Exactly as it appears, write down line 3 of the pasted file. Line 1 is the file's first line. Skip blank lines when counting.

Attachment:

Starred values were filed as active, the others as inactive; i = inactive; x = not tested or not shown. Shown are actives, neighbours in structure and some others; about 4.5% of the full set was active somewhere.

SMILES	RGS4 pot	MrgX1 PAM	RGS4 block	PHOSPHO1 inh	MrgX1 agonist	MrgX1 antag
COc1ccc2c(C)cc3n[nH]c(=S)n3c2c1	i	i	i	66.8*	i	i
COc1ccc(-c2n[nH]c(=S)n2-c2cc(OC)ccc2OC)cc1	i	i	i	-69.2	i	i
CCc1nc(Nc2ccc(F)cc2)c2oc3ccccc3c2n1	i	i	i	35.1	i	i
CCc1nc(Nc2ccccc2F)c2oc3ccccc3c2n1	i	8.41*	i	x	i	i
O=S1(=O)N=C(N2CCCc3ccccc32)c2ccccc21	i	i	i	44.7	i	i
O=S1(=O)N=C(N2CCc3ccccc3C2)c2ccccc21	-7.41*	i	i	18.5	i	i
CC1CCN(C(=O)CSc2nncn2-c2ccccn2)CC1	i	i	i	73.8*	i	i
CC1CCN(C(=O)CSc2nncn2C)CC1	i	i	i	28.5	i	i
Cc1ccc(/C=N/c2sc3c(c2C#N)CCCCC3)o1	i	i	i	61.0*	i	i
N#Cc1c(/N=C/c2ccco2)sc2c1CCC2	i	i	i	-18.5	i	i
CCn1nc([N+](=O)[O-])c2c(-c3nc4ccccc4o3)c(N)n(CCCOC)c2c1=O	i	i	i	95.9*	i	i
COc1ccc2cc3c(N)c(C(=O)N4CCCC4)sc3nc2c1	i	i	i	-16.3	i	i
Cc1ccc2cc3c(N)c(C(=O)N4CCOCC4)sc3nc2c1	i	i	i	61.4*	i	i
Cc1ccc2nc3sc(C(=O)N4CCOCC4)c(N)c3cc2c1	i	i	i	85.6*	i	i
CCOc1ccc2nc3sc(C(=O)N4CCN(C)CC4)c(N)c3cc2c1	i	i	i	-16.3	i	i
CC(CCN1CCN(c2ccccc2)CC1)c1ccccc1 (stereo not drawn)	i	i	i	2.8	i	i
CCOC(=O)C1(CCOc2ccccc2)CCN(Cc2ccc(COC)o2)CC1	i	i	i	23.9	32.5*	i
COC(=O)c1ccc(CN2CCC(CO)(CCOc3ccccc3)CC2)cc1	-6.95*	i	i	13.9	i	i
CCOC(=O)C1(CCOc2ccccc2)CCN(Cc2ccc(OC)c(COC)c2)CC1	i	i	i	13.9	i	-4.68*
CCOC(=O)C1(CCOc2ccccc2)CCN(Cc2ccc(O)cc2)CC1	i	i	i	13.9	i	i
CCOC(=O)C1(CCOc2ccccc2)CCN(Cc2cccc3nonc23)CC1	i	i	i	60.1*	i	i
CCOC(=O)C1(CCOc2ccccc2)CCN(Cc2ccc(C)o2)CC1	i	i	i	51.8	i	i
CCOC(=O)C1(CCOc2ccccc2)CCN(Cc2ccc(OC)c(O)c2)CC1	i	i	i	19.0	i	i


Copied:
COc1ccc2c(C)cc3n[nH]c(=S)n3c2c1	i	i	i	66.8*	i	i